Posts Tagged: smooth muscle myocytes

PI3K and Calcium Signaling in Cardiovascular Disease

PI3K and Calcium Signaling in Cardiovascular Disease

Alessandra Ghigo, Muriel Laffargue, Mingchuan Li, Emilio Hirsch

Class I PI3Ks (phosphoinositide 3-kinases). Class I PI3Ks are obligate heterodimers composed by a p110 catalytic module and an adaptor subunit. Depending on the nature of the adaptor and of the activating membrane receptor, class I PI3Ks can be subgrouped into class IA and IB. Class IA includes PI3Kα, β, and δ, which are coupled to a p85 regulatory subunit and are engaged by tyrosine kinase receptors (RTKs). On the contrary, the unique member of class IB, PI3Kγ, binds to either p101 or p87 that, by tethering p110γ to the Gβγ subunit of G protein-coupled receptors (GPCRs), ensure the full enzyme activation. All class I isoenzymes phosphorylate PIP2 PtdIns(4,5)P2 to produce PIP3 that, in turn, serves as a docking site for intracellular effectors carrying a lipid-binding domain, such as Akt (protein kinase B). Activated Akt ultimately initiates a wide spectrum of biological events, ranging from proliferation, survival, and metabolic regulation. [Powerpoint File]

PI3K and Calcium Signaling in Cardiovascular Disease

PI3K and Calcium Signaling in Cardiovascular Disease

Alessandra Ghigo, Muriel Laffargue, Mingchuan Li, Emilio Hirsch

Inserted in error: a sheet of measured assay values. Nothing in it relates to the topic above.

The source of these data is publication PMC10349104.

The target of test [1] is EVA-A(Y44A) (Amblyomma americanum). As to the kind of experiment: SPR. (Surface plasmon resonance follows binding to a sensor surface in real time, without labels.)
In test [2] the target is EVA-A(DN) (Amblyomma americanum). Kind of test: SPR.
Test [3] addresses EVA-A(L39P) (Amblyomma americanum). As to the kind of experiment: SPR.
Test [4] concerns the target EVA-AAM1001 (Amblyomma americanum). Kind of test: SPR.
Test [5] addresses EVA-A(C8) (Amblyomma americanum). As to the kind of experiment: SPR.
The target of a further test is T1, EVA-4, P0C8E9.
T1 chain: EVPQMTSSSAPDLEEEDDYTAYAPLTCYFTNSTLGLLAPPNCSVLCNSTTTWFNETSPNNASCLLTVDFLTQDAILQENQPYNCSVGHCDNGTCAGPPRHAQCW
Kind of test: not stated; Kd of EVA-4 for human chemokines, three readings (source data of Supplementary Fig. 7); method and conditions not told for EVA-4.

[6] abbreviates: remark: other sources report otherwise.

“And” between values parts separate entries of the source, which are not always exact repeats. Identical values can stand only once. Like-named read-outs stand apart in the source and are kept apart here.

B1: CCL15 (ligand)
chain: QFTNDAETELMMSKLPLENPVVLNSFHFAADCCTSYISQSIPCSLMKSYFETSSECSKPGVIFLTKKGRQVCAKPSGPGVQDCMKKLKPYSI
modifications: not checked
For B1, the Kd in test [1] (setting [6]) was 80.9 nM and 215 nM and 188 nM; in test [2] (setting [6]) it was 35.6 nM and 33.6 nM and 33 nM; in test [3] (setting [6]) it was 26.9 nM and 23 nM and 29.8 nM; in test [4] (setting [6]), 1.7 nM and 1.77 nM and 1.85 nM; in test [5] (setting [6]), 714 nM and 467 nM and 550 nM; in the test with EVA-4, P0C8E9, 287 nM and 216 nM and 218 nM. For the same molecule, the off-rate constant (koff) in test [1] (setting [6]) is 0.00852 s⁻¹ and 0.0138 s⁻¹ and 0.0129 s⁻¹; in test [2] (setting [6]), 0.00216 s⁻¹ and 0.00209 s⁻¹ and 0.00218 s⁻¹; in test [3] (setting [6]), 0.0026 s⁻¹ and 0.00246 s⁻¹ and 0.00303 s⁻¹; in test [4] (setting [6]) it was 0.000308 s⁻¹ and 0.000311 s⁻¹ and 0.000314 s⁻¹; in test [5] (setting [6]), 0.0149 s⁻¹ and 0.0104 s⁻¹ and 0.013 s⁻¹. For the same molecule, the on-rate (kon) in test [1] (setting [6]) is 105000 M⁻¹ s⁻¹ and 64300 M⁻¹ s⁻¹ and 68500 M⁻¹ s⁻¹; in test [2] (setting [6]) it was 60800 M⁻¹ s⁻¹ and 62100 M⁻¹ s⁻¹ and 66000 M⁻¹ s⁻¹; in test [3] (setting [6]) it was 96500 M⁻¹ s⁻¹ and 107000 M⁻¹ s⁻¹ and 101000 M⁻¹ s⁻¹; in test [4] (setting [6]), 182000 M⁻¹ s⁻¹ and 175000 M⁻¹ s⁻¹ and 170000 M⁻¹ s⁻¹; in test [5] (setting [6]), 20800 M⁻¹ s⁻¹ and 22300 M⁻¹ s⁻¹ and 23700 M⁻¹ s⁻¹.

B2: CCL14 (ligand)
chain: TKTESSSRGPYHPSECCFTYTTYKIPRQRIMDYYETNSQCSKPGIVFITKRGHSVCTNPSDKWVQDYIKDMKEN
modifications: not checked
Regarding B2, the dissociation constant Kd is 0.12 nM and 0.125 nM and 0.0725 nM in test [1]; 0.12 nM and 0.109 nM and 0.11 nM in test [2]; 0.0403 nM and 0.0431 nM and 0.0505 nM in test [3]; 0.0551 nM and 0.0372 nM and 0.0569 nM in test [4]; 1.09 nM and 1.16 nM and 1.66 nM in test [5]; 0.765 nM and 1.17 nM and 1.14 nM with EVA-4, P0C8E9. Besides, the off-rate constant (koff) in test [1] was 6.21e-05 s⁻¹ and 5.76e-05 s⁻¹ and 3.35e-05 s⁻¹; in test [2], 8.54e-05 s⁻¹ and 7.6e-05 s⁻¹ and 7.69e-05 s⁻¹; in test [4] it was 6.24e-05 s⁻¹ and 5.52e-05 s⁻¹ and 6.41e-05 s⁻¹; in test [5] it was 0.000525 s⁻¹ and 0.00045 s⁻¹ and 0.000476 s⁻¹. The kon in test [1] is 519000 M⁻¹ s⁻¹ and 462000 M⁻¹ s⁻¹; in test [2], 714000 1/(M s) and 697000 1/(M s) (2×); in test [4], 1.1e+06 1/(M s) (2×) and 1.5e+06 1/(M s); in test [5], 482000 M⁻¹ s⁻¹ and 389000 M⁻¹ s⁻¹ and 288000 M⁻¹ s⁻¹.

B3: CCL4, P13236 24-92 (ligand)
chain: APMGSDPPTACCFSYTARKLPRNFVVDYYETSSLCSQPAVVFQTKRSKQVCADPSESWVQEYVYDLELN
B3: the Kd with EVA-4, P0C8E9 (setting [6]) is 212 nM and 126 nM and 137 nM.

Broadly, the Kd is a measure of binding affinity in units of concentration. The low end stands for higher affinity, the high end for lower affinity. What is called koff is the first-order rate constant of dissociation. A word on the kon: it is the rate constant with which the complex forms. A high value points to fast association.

PI3K (phosphoinositide 3-kinase)-mediated compartmentalization of β-adrenergic receptors-dependent Ca2+ responses in cardiomyocytes. Class IB PI3Kγ restrains Ca2+ signaling in response to β-adrenergic stimuli via a kinase-unrelated mechanism. This relies on the ability of PI3Kγ to anchor PDE (phosphodiesterase)3 or 4 to their activator PKA in specific subcellular compartments and to promote PKA-mediated activation of PDEs (active PDE3/4). The ensuing cyclic AMP (cAMP) reduction limits PKA-mediated phosphorylation and activation of Ca2+-handling proteins, including L-type Ca2+ channel (LTCC) and PLN (phospholamban; left). In heart failure, a functional decay in PI3Kγ-directed protein–protein interactions limits PDE activity (inactive PDE3/4), leading to abnormal cAMP accumulation and uncontrolled PKA activity close to LTCC and PLN, which culminate in arrhythmogenic Ca2+ release events (right). PLN indicates phospholamban; and SR, sarcoplasmic reticulum. [Powerpoint File]